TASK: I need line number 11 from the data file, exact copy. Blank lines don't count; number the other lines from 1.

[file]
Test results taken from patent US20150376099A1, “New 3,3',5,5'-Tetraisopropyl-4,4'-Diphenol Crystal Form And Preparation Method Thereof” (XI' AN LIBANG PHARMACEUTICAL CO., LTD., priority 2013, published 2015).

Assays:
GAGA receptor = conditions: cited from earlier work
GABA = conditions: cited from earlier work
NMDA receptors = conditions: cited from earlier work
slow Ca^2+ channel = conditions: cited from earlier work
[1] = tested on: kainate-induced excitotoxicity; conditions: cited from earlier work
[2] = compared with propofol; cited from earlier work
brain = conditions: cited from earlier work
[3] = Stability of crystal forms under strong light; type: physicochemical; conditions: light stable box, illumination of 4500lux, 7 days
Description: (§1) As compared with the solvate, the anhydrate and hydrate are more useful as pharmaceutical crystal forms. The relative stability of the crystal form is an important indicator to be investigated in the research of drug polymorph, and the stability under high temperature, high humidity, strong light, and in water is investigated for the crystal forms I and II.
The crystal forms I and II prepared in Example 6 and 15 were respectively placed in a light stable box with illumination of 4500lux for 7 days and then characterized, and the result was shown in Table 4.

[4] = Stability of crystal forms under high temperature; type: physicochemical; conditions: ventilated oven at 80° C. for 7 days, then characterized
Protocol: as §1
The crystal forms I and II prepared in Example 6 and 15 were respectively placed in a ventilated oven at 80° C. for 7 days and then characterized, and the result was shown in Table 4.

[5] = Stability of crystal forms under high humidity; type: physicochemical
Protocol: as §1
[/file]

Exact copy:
Description: (§1) As compared with the solvate, the anhydrate and hydrate are more useful as pharmaceutical crystal forms. The relative stability of the crystal form is an important indicator to be investigated in the research of drug polymorph, and the stability under high temperature, high humidity, strong light, and in water is investigated for the crystal forms I and II.